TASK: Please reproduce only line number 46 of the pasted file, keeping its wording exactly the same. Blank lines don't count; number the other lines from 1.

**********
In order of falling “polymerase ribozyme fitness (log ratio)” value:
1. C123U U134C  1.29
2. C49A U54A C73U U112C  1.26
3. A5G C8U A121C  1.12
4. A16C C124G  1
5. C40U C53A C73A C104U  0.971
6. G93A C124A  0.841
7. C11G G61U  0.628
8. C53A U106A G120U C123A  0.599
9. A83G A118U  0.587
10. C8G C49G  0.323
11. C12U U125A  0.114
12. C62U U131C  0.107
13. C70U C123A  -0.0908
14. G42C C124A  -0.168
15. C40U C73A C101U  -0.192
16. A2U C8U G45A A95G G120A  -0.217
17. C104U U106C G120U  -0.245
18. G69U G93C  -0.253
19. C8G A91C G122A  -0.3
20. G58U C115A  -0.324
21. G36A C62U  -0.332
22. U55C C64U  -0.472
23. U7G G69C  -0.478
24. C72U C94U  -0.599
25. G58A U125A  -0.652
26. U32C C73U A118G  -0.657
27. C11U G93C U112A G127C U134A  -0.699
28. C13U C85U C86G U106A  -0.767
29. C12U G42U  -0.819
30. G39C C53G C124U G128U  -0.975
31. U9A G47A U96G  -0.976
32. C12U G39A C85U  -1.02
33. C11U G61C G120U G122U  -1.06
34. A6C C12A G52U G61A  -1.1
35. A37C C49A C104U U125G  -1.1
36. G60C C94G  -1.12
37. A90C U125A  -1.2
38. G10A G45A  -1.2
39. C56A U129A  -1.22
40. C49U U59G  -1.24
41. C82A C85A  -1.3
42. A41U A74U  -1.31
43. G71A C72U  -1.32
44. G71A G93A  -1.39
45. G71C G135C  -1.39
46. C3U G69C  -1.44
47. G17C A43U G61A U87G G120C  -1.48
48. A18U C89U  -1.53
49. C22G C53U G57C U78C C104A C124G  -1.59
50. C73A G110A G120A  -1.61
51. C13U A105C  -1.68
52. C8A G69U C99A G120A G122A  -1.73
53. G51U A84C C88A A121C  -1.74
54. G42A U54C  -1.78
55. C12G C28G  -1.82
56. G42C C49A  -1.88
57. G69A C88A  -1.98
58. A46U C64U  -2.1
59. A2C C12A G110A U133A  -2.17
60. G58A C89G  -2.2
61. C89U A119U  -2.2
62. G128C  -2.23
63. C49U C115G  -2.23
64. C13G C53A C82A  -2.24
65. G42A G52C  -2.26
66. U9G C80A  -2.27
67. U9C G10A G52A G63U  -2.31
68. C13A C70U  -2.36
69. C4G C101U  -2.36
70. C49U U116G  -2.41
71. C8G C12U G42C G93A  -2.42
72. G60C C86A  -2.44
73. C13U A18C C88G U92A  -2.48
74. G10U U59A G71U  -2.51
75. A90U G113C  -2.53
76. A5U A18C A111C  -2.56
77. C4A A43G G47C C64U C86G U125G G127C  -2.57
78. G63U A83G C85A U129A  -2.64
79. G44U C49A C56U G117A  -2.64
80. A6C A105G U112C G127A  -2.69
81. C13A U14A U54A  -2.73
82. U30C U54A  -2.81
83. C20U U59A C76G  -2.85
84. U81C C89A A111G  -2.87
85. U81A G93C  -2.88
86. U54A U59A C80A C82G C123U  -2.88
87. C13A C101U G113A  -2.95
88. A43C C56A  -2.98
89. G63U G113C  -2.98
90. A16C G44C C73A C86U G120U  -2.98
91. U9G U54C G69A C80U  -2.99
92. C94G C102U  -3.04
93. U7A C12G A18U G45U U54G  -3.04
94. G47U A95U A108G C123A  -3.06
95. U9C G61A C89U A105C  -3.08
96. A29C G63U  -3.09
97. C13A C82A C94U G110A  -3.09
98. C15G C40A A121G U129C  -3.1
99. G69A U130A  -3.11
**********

45. G71C G135C  -1.39